The contract includes an assignment clause, so when Ken goes out of business, he assigns the contract to his sister-in-law Karrie, who also owns a lawn mowing service.
Rights and obligations of specific people can’t be assigned because special skills and abilities can’t be transferred. For example, Billy Joel can’t transfer (assign) a contract to perform at Madison Square Garden to anyone else.
The assignor’s intention must be that the assignment is effective without need of any further action or any further manifestation of intention to make the assignment.
In other words, the assignor must intend and understand himself to be making the assignment then and there; he is not promising to make the assignment sometime in the future.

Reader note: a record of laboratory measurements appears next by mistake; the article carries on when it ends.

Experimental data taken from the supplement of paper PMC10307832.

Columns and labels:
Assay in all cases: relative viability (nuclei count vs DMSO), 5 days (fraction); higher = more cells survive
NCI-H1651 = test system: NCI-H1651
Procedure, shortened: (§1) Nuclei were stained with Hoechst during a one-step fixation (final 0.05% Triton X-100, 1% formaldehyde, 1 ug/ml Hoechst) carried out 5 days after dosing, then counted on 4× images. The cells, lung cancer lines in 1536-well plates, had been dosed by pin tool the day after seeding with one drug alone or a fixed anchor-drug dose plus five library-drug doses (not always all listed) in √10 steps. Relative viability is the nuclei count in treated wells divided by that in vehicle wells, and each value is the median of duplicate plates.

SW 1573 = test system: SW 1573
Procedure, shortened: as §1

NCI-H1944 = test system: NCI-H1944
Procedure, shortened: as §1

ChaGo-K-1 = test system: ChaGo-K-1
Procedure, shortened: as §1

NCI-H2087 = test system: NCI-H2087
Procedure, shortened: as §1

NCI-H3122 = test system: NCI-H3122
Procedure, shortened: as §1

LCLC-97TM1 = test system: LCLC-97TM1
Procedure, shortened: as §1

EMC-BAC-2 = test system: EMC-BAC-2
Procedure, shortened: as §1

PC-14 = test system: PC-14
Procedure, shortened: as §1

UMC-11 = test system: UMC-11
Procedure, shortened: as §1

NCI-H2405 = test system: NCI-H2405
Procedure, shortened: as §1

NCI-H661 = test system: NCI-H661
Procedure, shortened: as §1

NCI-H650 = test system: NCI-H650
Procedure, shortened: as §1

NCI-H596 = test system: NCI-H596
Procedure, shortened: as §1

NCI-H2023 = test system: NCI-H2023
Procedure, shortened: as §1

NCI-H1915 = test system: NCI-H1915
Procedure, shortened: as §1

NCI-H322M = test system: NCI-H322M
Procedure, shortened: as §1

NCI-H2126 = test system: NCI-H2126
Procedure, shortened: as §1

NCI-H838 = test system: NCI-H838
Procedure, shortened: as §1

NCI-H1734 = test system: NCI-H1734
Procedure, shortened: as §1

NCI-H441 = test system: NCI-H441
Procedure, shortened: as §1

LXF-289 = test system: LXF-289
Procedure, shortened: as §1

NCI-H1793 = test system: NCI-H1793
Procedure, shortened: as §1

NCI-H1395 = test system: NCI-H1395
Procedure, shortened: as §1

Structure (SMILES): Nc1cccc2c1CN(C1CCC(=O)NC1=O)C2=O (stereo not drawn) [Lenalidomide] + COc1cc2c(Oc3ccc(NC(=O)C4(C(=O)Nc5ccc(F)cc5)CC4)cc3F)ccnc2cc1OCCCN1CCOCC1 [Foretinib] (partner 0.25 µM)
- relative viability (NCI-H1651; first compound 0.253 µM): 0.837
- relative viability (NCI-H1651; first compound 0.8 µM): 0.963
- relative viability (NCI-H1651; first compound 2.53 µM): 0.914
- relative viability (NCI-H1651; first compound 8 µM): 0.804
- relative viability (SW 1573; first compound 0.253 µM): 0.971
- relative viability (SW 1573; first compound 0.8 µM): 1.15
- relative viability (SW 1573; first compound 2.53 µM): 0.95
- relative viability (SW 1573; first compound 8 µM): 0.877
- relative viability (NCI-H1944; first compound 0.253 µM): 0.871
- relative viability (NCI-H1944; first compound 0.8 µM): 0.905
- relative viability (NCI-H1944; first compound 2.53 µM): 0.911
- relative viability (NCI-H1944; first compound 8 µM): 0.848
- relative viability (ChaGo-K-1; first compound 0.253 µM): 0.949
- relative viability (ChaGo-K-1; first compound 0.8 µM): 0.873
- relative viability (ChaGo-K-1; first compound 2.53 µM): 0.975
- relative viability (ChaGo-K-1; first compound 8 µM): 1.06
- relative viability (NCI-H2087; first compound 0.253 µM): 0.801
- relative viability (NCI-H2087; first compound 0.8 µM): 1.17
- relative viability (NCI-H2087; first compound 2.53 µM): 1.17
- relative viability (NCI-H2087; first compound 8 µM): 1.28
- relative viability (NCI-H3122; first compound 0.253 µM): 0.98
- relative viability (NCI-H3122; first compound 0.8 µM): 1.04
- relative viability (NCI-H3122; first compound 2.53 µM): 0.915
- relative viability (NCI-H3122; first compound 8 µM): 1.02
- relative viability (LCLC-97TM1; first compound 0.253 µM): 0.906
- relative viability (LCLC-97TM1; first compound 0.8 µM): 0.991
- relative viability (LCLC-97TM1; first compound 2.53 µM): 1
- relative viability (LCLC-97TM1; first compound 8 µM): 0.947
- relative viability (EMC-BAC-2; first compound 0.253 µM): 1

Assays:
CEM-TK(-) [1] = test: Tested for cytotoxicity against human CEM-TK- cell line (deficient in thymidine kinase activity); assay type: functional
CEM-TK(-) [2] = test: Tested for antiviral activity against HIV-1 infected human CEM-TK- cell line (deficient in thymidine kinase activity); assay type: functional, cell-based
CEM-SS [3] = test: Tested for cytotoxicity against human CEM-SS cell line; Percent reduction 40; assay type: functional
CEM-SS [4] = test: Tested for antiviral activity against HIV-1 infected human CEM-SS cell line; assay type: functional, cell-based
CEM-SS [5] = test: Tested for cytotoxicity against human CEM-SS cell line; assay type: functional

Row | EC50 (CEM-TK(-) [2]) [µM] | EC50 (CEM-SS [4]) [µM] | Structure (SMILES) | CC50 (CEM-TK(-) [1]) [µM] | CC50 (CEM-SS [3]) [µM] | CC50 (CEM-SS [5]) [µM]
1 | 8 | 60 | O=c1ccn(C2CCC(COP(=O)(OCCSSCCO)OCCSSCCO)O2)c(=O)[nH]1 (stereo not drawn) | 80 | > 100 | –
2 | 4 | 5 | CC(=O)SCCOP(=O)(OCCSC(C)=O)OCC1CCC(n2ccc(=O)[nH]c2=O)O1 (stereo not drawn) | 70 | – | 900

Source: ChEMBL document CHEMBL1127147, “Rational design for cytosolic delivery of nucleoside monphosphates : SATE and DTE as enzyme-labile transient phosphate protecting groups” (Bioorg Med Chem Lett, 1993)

Assignments won’t stand up in court if the assignment significantly changes the terms of the contract.
For example, if Karrie’s business is tree trimming, not lawn mowing, the contract can’t be assigned to her.
The Company will have the right at all times to assign any of its rights or obligations …
to a direct or indirect wholly owned Subsidiary of the Company, provided that, in the event of any such assignment, the Company will remain liable for all such obligations.
After all, anybody could waltz up to the obligor and say, “I’m the assignee of your contract with the bank.
From now on, pay me the 0 a month, not the bank.” The obligor is entitled to verification of the assignment. He gains all the rights against the obligor that the assignor had, but no more.